Introduction To Using Reflection

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One of Java's strengths is that it was designed with the assumption that the environment in which it was running would be changing dynamically. Classes are loaded dynamically, binding is done dynamically, and object instances are created dynamically on the fly when they are needed. What has not been very dynamic historically is the ability to manipulate "anonymous" classes. In this context, an anonymous class is one that is loaded or presented to a Java class at run time and whose type was previously unknown to the Java program. [Sun 1998]

Java programs can now "reflect" upon themselves or upon an arbitrary class to determine the methods and fields defined by that class, arguments and so on. What exactly does that mean? By utilizing the packages in the Java Reflection API to obtain complete information about any object, array, method, constructor, or field.

Fundamentally, the Reflection API consists of two components: objects that represent the various parts of a class file, and a means for extracting those objects in a safe and secure way. The latter is very important, as Java provides many security safeguards, and it would not make sense to provide a set of classes that invalidated those safeguards.

The classes that support the Java reflection API can be found in the java.lang.reflect package. Reflection is the ability for a class or object to examine itself. With reflection, you can use Java code to look at an object (actually, the class of an object) to determine its structre. Depending on the limits imposed by the security manager, it is possible to find information about constructors, methods, and fields a class has, as well as their attributes. It is even possible to change the value of fields, dynamically invoke methods, and construct new objects. This is just as you would with primitive pointers to variables and methods. This can all be done on objects that your Java code has never seen before.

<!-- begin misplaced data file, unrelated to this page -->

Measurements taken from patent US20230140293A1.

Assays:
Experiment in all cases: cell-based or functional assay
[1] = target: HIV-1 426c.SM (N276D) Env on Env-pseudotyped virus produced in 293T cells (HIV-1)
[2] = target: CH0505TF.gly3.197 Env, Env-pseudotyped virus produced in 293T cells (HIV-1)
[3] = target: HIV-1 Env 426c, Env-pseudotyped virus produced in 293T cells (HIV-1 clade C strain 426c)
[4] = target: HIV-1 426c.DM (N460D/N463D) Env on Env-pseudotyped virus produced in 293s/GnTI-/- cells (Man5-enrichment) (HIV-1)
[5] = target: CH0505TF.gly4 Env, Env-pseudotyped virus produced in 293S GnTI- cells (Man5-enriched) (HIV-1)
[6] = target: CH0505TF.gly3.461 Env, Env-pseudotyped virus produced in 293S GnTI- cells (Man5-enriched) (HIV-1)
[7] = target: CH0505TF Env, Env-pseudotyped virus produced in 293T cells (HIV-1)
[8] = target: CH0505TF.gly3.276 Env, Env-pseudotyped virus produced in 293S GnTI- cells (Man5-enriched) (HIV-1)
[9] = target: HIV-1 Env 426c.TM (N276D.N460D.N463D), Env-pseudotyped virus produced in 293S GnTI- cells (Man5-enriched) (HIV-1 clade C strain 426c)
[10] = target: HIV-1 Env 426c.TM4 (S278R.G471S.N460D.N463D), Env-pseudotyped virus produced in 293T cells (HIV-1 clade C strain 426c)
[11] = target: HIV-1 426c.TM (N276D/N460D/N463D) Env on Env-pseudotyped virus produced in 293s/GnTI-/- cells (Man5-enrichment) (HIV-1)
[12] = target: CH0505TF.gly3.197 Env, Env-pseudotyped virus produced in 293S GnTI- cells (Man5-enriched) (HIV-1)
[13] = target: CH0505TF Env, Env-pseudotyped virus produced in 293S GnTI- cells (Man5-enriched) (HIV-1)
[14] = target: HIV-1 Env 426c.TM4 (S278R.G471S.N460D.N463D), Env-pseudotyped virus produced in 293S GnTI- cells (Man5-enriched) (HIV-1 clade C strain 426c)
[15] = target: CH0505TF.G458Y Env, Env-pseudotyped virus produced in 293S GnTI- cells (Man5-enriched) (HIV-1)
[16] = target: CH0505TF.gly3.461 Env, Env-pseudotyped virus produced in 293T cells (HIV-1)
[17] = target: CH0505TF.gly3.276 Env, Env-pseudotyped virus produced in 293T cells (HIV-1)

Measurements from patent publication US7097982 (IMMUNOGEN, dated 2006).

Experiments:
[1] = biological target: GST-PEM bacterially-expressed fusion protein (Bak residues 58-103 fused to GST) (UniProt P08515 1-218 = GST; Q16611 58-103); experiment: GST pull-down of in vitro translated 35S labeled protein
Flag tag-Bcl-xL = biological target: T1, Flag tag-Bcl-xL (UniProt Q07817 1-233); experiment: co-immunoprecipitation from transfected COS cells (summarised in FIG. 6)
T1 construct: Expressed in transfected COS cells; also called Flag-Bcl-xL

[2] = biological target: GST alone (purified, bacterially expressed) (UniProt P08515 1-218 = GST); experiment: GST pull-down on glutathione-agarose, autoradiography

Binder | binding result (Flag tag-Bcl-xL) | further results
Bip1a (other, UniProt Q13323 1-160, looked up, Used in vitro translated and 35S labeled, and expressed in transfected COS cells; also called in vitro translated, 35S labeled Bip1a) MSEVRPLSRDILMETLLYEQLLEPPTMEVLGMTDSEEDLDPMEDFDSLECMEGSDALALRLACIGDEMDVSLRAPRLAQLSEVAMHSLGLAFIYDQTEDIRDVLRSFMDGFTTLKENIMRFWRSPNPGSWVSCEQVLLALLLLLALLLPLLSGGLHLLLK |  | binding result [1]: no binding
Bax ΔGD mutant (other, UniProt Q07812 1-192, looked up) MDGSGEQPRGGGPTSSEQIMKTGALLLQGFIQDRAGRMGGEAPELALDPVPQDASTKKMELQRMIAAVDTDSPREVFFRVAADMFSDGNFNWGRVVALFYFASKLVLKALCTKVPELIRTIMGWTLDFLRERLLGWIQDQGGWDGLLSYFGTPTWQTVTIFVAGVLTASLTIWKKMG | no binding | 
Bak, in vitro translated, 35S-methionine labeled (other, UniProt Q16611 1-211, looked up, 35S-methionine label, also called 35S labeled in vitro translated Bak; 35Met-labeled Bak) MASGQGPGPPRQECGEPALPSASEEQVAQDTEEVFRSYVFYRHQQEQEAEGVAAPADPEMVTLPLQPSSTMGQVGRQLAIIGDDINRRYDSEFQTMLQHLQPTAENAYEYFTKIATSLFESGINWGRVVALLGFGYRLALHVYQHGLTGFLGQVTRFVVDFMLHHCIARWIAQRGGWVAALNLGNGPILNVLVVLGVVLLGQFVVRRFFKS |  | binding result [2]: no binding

Reflection is used a lot by JavaBeans to determine the capabilities of objects during runtime. Reflection is also used by object serialization to tear apart and build objects for transport over streams or into persistent storage. The internals of reflection are guarded by the security manager. You Java code is not allowed to perform anything with the reflection API that it couldn't do with static (ordinary, compiled) code. An object cannot use the reflection APIs to find out about data fields that it wouldn't normally be able to access (i.e. another objects private fields), and you cannot use it to modify data inappropriately.

The three key features of a class are:

The three methods that provide access to the above features are:

All of the above objects can be created using the Class object.

The Class class provides two pairs of methods for getting at each type of feature. One pair allows access to a class's public features (even those inherited from its superclass), while the other pair allows for access to any public or nonpublic item declared within the class (but not features that are inherited). Keep in mind that all security considerations are applied.